There has always been a distinction in the law of England and Wales between the subjects of the monarch and aliens: the monarch's subjects owed the monarch allegiance, and included those born in his or her dominions (natural-born subjects) and those who later gave him or her their allegiance (naturalised subjects). Today, the requirements for naturalisation as a citizen of the United Kingdom depend on whether or not one is the spouse or civil partner of a citizen. An applicant who is a spouse or civil partner of a British citizen must:
- hold indefinite leave to remain in the UK (or an equivalent such as Right of Abode or Irish citizenship)
- have lived legally in the UK for three years
- been outside of the UK no more than 90 days during the one-year period prior to filing the application.
- show sufficient knowledge of life in the UK, either by passing the Life in the United Kingdom test or by attending combined English language and citizenship classes. Proof of this must be supplied with one's application for naturalisation. Those aged 65 or over may be able to claim exemption.
- meet specified English, Welsh or Scottish Gaelic language competence standards. Those who pass the Life in the UK test are deemed to meet English language requirements.
For those not married to or in a civil partnership with a British citizen, the requirements are:
- Five years legal residence in the UK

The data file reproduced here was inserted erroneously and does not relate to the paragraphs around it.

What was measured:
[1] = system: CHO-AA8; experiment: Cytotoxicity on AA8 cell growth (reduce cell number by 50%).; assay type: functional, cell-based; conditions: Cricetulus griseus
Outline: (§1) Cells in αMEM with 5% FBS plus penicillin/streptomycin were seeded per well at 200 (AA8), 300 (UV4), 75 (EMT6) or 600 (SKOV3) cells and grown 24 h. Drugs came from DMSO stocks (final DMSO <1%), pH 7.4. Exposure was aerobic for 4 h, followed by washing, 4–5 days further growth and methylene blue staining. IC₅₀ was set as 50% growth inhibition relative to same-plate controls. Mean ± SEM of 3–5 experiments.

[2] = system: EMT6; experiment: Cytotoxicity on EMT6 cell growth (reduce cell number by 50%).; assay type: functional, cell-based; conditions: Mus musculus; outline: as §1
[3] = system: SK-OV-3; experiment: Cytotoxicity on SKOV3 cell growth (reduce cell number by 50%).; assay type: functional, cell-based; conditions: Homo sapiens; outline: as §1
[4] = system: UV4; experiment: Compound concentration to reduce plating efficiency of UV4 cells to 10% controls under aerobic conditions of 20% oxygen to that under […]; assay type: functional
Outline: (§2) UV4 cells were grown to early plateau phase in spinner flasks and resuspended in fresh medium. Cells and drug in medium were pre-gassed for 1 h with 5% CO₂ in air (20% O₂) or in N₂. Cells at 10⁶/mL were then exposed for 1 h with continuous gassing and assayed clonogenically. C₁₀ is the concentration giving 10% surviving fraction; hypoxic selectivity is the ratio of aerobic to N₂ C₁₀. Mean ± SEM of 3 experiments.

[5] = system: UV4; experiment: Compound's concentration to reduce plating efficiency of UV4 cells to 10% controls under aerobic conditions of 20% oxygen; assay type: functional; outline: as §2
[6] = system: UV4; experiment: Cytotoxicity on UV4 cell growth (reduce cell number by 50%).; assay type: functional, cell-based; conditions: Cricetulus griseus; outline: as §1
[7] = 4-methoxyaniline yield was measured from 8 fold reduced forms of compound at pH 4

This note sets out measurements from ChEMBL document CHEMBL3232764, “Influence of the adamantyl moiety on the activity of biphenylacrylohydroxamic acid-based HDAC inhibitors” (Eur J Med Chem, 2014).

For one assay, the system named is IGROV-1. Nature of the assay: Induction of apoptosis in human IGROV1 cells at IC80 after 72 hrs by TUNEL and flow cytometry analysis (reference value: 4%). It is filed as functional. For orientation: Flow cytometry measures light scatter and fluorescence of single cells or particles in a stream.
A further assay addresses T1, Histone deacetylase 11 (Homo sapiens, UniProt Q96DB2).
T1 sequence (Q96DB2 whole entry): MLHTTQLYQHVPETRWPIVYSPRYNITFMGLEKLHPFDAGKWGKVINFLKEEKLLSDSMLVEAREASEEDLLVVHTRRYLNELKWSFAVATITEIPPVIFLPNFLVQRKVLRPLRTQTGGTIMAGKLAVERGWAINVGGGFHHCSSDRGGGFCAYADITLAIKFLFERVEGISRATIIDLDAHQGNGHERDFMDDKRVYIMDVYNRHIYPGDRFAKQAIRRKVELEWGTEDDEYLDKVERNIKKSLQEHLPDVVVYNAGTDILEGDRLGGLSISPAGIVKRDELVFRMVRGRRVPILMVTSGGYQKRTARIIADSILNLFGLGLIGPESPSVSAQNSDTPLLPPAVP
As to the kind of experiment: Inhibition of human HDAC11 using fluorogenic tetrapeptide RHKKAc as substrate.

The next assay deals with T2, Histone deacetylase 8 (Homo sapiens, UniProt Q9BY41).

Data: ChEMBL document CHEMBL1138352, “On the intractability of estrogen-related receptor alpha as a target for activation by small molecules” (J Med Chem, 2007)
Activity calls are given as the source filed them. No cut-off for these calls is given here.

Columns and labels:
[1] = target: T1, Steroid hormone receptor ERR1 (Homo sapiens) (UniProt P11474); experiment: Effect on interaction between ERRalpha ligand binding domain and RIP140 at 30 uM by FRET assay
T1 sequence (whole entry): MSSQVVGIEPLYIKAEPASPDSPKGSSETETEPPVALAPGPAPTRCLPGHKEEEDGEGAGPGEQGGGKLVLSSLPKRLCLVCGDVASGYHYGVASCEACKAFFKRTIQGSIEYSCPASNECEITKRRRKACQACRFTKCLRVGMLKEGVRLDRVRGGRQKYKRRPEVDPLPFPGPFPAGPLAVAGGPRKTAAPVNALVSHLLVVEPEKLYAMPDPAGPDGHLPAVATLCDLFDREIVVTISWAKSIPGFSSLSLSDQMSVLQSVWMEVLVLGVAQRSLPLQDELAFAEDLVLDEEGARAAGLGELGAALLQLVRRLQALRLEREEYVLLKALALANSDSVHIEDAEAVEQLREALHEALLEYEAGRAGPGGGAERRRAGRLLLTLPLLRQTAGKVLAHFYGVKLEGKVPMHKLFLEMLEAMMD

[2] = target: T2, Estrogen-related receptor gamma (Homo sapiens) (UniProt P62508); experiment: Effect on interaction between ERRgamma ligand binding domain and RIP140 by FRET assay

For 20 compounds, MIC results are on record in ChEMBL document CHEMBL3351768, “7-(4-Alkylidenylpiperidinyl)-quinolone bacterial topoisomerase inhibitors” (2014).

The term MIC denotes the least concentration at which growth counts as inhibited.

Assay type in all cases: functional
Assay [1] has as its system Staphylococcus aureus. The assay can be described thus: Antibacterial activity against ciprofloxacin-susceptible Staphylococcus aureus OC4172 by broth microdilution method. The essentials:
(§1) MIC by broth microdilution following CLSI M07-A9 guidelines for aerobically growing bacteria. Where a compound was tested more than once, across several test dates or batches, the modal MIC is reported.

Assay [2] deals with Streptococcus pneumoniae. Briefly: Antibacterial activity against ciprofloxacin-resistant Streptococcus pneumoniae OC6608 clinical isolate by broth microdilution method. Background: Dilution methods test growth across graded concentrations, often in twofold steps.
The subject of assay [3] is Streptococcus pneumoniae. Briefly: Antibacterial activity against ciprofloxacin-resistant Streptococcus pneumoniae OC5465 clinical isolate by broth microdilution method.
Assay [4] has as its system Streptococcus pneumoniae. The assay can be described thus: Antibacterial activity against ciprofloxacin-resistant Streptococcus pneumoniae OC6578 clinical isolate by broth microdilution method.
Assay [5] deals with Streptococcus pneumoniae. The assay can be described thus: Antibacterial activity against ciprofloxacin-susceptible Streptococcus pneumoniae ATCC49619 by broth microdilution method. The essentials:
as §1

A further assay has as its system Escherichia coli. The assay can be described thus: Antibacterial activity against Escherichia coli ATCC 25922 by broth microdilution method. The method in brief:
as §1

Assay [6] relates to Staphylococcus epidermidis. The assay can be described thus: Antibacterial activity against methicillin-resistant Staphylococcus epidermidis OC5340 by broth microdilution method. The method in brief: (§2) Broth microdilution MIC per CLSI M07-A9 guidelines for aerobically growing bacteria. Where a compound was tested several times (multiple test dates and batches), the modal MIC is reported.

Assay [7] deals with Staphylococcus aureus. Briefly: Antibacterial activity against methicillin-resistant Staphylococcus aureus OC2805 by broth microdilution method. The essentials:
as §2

- Indefinite leave to remain or "equivalent" for this purpose (see above) must have been held for 12 months
- the applicant must intend to continue to live in the UK or work overseas for the UK government or a British corporation or association
- the same "good character" standards apply as for those married to British citizens
- the same language and knowledge of life in the UK standards apply as for those married to British citizens.
"The sole authority to naturalize persons as citizens of the United States is conferred upon the Attorney General." In particular cases, however, federal judges may enjoin the Attorney General to confer U.S. nationality upon a person. The term "Attorney General" in the Immigration and Nationality Act (INA) includes any immigration judge or member of the Board of Immigration Appeals (BIA).
The INA states the following:
The Naturalization Act of 1795 set the initial rules on naturalization: "free, White persons" who had been resident for five years or more. An 1862 law allowed honorably discharged Army veterans of any war to petition for naturalization after only one year of residence in the United States. An 1894 law extended the same privilege to honorably discharged five-year veterans of the Navy or Marine Corps. Laws enacted in 1919, 1926, 1940, and 1952 continued preferential treatment provisions for veterans.
Following the Spanish–American War in 1898, Philippine citizens were classified as U.S. nationals, and the 1917 Jones–Shafroth Act granted U.S. citizenship to natives of Puerto Rico. But the 1934 Tydings–McDuffie Act reclassified Filipinos as aliens, and set a quota of 50 immigrants per year, and otherwise applying the Immigration Act of 1924 to them.